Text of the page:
Facial recognition systems can't be built or refined without massive sets of data — and the public is just learning about the ways researchers amass them. Last week, NBC News exposed that IBM, in its efforts to create a large, diverse set of images to train facial recognition, scraped millions of photos from the photo sharing website Flickr. NBC contacted some of the photographers whose images were in the set, who were surprised and disconcerted to learn how their photos were being used by the tech giant. The photographers also said none of the people pictured in their photos knew their likenesses would be used in that way. 
“This is the dirty little secret of AI training sets. Researchers often just grab whatever images are available in the wild,” NYU School of Law professor Jason Schultz told NBC.
Stevens and Keyes are particularly worried about how racial minorities, who were overly represented in the government data sets they found, could be impacted by the use of their photos to train facial recognition technology. They say because of racial inequities in the United States, these groups are more vulnerable to the ways that facial recognition could be abused to surveil or limit the civil liberties of these groups.
The researchers say they uncovered the use of the data sets as they were working on a paper about the National Institute of Standards and Technology. This government agency allows companies to submit their facial recognition software for tests that have become known a standard way for industry to benchmark their accuracy. Though the researchers filed some Freedom of Information Act requests, they say much of the data they cite in their op-ed is publicly available online once you know where to look.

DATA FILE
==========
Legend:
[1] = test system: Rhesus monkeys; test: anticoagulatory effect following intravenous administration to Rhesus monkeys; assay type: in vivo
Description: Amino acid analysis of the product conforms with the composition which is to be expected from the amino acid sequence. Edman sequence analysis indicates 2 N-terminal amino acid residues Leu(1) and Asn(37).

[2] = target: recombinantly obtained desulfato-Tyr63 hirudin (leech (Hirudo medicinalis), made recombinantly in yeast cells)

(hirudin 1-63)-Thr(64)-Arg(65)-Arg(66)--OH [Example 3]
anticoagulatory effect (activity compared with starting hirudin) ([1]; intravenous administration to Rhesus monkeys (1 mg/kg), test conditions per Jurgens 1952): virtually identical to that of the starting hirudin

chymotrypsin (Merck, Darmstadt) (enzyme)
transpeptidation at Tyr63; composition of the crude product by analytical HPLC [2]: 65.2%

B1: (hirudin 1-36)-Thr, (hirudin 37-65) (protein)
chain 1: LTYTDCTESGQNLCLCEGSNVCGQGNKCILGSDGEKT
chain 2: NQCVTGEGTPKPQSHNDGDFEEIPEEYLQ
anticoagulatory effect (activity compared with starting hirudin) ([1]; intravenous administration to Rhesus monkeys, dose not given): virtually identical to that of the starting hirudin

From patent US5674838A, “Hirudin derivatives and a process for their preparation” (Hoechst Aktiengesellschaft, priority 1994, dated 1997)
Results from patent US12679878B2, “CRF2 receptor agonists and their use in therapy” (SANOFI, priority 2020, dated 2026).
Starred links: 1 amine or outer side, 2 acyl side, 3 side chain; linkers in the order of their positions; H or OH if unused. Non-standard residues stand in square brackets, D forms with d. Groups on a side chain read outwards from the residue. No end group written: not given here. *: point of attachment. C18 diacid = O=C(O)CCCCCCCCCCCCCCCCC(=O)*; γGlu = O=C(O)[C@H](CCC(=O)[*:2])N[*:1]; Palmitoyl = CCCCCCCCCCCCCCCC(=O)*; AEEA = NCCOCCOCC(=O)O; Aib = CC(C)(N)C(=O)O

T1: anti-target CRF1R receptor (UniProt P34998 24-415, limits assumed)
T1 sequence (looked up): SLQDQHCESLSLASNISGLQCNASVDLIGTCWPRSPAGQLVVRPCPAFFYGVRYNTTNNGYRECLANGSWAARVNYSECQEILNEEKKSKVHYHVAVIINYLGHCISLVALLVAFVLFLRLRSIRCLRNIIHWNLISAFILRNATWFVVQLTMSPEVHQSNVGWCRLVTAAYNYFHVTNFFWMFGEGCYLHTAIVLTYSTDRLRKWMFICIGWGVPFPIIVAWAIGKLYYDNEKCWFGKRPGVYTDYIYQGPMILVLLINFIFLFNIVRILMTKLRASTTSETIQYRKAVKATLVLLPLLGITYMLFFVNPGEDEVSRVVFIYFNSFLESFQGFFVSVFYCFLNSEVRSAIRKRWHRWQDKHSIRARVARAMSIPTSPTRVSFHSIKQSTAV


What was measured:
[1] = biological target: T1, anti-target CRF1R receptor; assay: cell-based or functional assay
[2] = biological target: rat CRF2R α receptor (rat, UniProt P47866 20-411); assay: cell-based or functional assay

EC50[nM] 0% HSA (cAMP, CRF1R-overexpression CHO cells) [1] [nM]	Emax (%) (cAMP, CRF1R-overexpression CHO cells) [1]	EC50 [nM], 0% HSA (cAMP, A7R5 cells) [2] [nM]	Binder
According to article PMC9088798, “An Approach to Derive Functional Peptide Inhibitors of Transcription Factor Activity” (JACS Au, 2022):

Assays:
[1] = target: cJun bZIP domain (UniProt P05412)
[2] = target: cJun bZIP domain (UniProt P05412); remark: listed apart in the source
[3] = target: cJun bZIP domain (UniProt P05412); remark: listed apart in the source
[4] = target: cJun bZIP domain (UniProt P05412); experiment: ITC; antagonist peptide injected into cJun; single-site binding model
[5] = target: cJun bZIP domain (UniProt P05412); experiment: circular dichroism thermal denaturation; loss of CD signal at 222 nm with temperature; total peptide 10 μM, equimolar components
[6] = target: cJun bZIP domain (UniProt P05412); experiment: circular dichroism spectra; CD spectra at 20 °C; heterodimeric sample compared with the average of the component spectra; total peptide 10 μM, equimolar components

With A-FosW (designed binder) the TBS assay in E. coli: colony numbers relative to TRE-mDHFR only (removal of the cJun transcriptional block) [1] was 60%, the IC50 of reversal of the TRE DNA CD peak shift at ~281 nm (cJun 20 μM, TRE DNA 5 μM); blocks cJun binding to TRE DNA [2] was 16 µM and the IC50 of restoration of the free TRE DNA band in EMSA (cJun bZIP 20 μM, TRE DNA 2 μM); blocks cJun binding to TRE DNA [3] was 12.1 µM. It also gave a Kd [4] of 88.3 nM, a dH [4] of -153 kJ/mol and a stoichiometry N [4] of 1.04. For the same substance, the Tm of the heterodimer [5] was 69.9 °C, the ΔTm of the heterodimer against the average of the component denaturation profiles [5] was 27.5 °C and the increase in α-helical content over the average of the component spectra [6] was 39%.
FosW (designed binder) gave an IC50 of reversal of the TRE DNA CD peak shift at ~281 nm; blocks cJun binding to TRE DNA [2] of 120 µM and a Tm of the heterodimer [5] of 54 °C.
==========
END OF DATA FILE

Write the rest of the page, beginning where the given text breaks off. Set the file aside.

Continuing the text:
“You don't have to look hard to find what we found,” Keyes said. 
The researchers also say their findings raise serious questions about whether the agency can be trusted to help shape standards governing the federal government’s use of artificial intelligence. President Trump recently signed an executive order that says NIST is responsible for planning how the federal government will develop technical standards for artificial intelligence.
NIST, however, is defending its work. Jennifer Huergo, an agency spokeswoman, says all of the images it uses from other agencies comply with Human Subject Protection review and other applicable federal regulations to preserve people's privacy rights in research.
Huergo did contest some of the claims the researchers made in the article. She pushed back on claims that some testing programs depend on images of children that have been exploited for pornography. Huergo said that the government did test algorithms against images of exploited children in an effort to help the Department of Homeland Security determine if facial recognition could be used to combat child abuse. However, Huergo said NIST never took over that data — it remained housed within DHS, and NIST employees “never look at the images.”
The op-ed also said that images are drawn from documentation of people boarding aircrafts, but Huergo said those images were taken from a simulation that DHS ran of people boarding aircrafts in a warehouse. 
Huergo says the agency’s work is focused on making facial recognition better and fairer for everyone.
“We’re here to help these technologies to reduce errors and bias and provide technical underpinnings to make sure people can make decisions on their use,” she said. “You want these things to be working properly.”